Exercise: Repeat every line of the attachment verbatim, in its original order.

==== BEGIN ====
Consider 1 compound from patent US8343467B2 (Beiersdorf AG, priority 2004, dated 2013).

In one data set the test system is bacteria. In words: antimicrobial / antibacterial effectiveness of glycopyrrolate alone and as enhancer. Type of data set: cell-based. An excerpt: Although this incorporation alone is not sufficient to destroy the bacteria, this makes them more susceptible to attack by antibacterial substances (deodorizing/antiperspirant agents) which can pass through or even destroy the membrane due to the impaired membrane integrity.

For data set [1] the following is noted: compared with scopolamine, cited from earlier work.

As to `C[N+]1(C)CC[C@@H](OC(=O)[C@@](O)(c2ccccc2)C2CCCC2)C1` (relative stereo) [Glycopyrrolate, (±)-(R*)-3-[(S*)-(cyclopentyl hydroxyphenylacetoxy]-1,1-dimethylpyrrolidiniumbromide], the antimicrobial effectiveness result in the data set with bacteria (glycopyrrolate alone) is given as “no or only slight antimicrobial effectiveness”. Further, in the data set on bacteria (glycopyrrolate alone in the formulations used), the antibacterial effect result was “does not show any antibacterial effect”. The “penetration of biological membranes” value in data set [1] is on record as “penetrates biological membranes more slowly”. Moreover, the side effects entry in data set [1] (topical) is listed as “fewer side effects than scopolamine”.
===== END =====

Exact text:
Consider 1 compound from patent US8343467B2 (Beiersdorf AG, priority 2004, dated 2013).

In one data set the test system is bacteria. In words: antimicrobial / antibacterial effectiveness of glycopyrrolate alone and as enhancer. Type of data set: cell-based. An excerpt: Although this incorporation alone is not sufficient to destroy the bacteria, this makes them more susceptible to attack by antibacterial substances (deodorizing/antiperspirant agents) which can pass through or even destroy the membrane due to the impaired membrane integrity.

For data set [1] the following is noted: compared with scopolamine, cited from earlier work.

As to `C[N+]1(C)CC[C@@H](OC(=O)[C@@](O)(c2ccccc2)C2CCCC2)C1` (relative stereo) [Glycopyrrolate, (±)-(R*)-3-[(S*)-(cyclopentyl hydroxyphenylacetoxy]-1,1-dimethylpyrrolidiniumbromide], the antimicrobial effectiveness result in the data set with bacteria (glycopyrrolate alone) is given as “no or only slight antimicrobial effectiveness”. Further, in the data set on bacteria (glycopyrrolate alone in the formulations used), the antibacterial effect result was “does not show any antibacterial effect”. The “penetration of biological membranes” value in data set [1] is on record as “penetrates biological membranes more slowly”. Moreover, the side effects entry in data set [1] (topical) is listed as “fewer side effects than scopolamine”.